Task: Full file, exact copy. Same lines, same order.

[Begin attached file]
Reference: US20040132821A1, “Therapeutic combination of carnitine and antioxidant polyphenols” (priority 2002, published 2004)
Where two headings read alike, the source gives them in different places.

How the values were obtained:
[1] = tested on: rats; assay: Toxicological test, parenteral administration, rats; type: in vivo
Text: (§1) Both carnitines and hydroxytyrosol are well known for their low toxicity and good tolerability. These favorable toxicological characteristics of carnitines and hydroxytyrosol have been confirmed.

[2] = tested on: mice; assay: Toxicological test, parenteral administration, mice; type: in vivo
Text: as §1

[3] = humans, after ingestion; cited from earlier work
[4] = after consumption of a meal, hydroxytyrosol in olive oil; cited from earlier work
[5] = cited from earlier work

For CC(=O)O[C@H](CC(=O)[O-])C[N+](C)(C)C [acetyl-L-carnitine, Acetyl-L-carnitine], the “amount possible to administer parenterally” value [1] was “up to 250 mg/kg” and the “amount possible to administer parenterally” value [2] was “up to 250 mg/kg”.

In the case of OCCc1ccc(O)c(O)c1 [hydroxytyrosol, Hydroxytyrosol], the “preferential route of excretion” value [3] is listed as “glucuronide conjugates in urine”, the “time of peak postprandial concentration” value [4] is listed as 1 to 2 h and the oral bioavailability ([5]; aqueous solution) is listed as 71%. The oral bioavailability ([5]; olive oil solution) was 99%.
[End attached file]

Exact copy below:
Reference: US20040132821A1, “Therapeutic combination of carnitine and antioxidant polyphenols” (priority 2002, published 2004)
Where two headings read alike, the source gives them in different places.

How the values were obtained:
[1] = tested on: rats; assay: Toxicological test, parenteral administration, rats; type: in vivo
Text: (§1) Both carnitines and hydroxytyrosol are well known for their low toxicity and good tolerability. These favorable toxicological characteristics of carnitines and hydroxytyrosol have been confirmed.

[2] = tested on: mice; assay: Toxicological test, parenteral administration, mice; type: in vivo
Text: as §1

[3] = humans, after ingestion; cited from earlier work
[4] = after consumption of a meal, hydroxytyrosol in olive oil; cited from earlier work
[5] = cited from earlier work

For CC(=O)O[C@H](CC(=O)[O-])C[N+](C)(C)C [acetyl-L-carnitine, Acetyl-L-carnitine], the “amount possible to administer parenterally” value [1] was “up to 250 mg/kg” and the “amount possible to administer parenterally” value [2] was “up to 250 mg/kg”.

In the case of OCCc1ccc(O)c(O)c1 [hydroxytyrosol, Hydroxytyrosol], the “preferential route of excretion” value [3] is listed as “glucuronide conjugates in urine”, the “time of peak postprandial concentration” value [4] is listed as 1 to 2 h and the oral bioavailability ([5]; aqueous solution) is listed as 71%. The oral bioavailability ([5]; olive oil solution) was 99%.